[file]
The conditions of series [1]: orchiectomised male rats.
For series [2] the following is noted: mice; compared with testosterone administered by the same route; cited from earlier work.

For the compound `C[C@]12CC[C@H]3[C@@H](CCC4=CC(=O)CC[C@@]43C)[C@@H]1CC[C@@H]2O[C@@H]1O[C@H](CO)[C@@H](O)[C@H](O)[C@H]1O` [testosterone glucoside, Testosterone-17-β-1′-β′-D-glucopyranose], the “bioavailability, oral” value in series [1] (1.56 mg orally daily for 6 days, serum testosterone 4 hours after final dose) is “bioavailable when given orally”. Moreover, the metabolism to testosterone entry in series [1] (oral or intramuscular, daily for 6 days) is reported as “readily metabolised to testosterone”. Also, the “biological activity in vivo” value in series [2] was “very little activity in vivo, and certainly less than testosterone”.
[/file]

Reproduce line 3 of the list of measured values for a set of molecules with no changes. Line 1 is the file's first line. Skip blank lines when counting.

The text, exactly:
For the compound `C[C@]12CC[C@H]3[C@@H](CCC4=CC(=O)CC[C@@]43C)[C@@H]1CC[C@@H]2O[C@@H]1O[C@H](CO)[C@@H](O)[C@H](O)[C@H]1O` [testosterone glucoside, Testosterone-17-β-1′-β′-D-glucopyranose], the “bioavailability, oral” value in series [1] (1.56 mg orally daily for 6 days, serum testosterone 4 hours after final dose) is “bioavailable when given orally”. Moreover, the metabolism to testosterone entry in series [1] (oral or intramuscular, daily for 6 days) is reported as “readily metabolised to testosterone”. Also, the “biological activity in vivo” value in series [2] was “very little activity in vivo, and certainly less than testosterone”.